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“Keith just sat and stared, more out of it than I'd seen him since he came. No jumps; no fits. Just blank eyes and a fierce need to sit in the same spot on the couch..."

house with the black door
words: nick wisseman


At first, I thought Dan's death would blow through the house like a storm: a day's worth of rage and tears--two at most--and then the grief would be gone. Lots of things rolled off my tough old bunch; why not this?

But I sold them short. You'd think I'd know not to by now.

Stacy was mad for weeks. She'd shake her small white head and say, “I guess that's it,” screw her face up in a pout, and look at big Paula, who--on cue--would say the same thing. Paula would pout then too.

Julia wept all the time. “I mith Dan tho much,” she told me most days, her blurred face red and wet. “I loved him.”

“I know,” I'd say, shocked that she still knew who he was…and who he'd been. “He loved you too.”

Carter said much the same thing each night. “Dan-was-a-dear…Dan-was-a-dear-friend-to-us-all,” he'd start and stop at least twice. “And-he-liked-us-a-whole-lot…I-liked…I-liked-him-a-whole-lot-too.”

“That's nice of you to say,” I'd note as I passed Carter his meds. “I'm sure he knows that.”

Keith just sat and stared, more out of it than I'd seen him since he came. No jumps; no fits. Just blank eyes and a fierce need to sit in the same spot on the couch.

Lisa made the most noise, but I'd planned for that: I taught her to hug Julia when the sobs came, so that they both had a friend's touch to turn to. Of course, Lisa would have liked my touch, but Julia seemed pleased to stand in for me.

And Kate…Kate lost her spark. It was hard to watch. She still bossed us--up and down and left and right and back and forth--but there was no grit in it. Dan--when his head was clear--had been her Dan. “Old Dan,” she'd called him, “old Dan, my old Dan. He's my Dan, Charles. Where's my Dan?” She'd wait for him to come home, just like she had when we could still trust him to leave the house. “I knew you'd be back!” she'd yell when you came through the door, hope etched across her face…and then she'd see who it was, fall back into her hunch, and give you a task. “The trash stinks, Charles. Take it out, why don't ya?”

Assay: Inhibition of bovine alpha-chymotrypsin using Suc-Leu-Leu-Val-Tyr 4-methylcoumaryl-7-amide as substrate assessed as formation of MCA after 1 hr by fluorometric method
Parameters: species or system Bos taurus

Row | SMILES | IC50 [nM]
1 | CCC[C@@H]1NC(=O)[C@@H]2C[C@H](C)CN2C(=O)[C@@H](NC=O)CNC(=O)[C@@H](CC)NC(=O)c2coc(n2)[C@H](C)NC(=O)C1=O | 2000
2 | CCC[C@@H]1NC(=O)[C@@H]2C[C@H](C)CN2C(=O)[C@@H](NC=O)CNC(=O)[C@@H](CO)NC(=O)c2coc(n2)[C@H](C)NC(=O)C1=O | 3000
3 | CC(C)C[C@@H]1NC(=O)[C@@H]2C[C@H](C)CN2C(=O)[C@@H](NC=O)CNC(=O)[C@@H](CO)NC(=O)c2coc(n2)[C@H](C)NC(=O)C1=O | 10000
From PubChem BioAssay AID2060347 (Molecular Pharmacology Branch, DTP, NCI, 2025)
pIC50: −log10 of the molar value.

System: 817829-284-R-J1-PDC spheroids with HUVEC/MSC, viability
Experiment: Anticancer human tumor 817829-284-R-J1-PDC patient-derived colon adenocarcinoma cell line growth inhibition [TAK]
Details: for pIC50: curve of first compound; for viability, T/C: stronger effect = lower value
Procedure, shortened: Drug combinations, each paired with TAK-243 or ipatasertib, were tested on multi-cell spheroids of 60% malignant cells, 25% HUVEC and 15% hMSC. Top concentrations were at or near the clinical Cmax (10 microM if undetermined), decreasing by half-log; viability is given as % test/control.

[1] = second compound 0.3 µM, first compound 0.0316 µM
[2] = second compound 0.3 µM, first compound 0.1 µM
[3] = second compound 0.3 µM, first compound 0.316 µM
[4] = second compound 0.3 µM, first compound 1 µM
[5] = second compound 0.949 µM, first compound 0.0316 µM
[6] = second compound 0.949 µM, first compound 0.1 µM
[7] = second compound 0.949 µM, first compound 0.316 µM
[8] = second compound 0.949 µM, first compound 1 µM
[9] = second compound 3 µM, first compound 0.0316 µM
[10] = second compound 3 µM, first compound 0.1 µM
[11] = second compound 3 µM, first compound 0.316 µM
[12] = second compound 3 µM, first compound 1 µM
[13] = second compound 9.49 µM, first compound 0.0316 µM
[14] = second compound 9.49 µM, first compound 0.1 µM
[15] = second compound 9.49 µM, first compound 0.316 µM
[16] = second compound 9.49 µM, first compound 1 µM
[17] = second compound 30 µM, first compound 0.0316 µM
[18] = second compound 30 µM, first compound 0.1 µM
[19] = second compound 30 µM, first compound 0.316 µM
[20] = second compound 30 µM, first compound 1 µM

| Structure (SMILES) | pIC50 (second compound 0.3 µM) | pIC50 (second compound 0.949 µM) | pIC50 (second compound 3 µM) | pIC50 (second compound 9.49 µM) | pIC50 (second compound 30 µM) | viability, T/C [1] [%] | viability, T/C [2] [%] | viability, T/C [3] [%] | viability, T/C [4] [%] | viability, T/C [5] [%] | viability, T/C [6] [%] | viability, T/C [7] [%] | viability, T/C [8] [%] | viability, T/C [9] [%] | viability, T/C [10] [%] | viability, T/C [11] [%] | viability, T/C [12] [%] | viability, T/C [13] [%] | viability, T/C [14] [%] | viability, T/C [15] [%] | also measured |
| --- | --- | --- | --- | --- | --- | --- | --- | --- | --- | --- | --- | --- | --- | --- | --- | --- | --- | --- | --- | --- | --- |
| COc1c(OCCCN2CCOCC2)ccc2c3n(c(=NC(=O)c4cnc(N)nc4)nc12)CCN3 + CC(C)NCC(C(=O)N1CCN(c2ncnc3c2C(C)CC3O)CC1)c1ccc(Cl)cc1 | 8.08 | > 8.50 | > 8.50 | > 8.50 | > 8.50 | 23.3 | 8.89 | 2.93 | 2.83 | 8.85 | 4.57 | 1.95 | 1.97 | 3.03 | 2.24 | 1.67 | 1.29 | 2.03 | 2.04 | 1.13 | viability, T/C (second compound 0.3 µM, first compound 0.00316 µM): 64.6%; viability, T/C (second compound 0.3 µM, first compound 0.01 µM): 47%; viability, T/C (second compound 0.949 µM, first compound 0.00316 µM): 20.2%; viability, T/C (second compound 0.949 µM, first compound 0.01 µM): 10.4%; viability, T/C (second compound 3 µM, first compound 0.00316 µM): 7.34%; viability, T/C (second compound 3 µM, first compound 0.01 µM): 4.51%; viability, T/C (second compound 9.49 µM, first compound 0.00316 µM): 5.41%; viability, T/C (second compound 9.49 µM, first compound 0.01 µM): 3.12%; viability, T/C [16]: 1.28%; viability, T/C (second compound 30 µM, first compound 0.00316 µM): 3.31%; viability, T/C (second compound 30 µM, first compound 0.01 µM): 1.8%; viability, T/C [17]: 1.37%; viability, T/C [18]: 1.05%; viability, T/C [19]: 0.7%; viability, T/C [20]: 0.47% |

I did my best to help them through it. When Stacy's face set in a pout, or Julia broke down, or Kate had her hopes dashed once more, I donned my mask and found the right words: “He's with his dad, now; he'll like that,” or, “You're a good friend. He'll miss you too.” Most times it worked for them.

But not for me.

It hit me worst at night, when the house was still and my shift was close to done. The job was…calm now. No one called me Fuck (in place of Chuck); no one talked up the Cubs; no one threw their pills in my face; no one asked me to watch John Wayne films with them; no one told the cops I was a “Jap spy up to no good;” no one asked me if I liked birds; no one told me they would “do for me” if they got the chance.

So yeah…I missed him too. We all did. Our door--the door to the street, the door whose hue marked us as “that house”--was still blue…but for months it felt black.

And that was our gift to him.

(illustration: dee sunshine)


Nick Wisseman lives in Bear Lake, Michigan. Earlier works by Nick have appeared in Allegory, Battered Suitcase, and Bewildering Stories.

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